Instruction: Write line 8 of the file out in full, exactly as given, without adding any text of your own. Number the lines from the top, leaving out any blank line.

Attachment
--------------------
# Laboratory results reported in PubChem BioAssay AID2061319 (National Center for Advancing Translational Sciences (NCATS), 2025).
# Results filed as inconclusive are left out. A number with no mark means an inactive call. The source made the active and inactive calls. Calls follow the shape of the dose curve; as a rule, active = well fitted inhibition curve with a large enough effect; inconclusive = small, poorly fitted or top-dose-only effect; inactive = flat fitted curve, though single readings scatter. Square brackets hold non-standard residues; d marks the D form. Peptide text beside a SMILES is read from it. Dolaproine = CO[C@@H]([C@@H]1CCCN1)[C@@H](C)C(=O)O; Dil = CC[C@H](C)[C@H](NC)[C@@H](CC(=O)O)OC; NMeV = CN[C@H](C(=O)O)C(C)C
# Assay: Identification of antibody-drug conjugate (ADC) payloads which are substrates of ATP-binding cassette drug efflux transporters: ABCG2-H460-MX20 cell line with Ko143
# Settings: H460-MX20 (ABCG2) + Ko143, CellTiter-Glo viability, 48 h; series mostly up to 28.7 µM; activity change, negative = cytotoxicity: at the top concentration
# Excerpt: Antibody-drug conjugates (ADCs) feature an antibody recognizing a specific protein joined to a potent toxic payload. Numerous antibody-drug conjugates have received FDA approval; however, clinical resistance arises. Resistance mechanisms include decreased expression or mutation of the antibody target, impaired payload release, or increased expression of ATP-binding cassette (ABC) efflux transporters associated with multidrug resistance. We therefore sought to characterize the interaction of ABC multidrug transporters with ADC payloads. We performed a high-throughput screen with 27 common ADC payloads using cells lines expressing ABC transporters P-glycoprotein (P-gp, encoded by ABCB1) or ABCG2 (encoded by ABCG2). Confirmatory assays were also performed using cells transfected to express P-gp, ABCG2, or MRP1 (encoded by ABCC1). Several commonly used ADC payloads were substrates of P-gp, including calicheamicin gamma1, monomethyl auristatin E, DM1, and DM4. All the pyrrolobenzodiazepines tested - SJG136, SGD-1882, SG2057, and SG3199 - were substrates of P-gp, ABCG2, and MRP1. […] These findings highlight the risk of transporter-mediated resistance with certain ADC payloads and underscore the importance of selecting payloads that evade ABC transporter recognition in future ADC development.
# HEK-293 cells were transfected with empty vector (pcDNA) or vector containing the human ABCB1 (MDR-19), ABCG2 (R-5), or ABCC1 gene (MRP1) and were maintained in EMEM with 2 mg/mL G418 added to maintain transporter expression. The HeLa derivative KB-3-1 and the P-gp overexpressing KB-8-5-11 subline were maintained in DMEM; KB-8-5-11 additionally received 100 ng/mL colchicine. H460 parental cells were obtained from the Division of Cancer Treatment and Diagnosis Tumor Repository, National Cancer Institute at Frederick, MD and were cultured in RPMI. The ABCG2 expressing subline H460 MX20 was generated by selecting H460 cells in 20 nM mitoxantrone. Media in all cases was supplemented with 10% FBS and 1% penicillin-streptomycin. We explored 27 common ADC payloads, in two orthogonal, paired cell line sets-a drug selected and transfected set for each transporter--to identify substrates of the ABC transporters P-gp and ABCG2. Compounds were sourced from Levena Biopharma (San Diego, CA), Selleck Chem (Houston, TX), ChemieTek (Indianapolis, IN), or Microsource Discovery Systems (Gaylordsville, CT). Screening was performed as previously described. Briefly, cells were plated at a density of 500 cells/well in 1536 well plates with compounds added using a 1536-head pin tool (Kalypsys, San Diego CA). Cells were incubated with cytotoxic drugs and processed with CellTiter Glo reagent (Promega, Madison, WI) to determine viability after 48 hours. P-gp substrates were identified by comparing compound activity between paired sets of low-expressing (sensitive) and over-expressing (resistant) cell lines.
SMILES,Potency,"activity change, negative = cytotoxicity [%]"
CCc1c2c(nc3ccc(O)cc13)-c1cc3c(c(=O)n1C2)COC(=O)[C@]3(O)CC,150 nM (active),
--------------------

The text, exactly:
CCc1c2c(nc3ccc(O)cc13)-c1cc3c(c(=O)n1C2)COC(=O)[C@]3(O)CC,150 nM (active),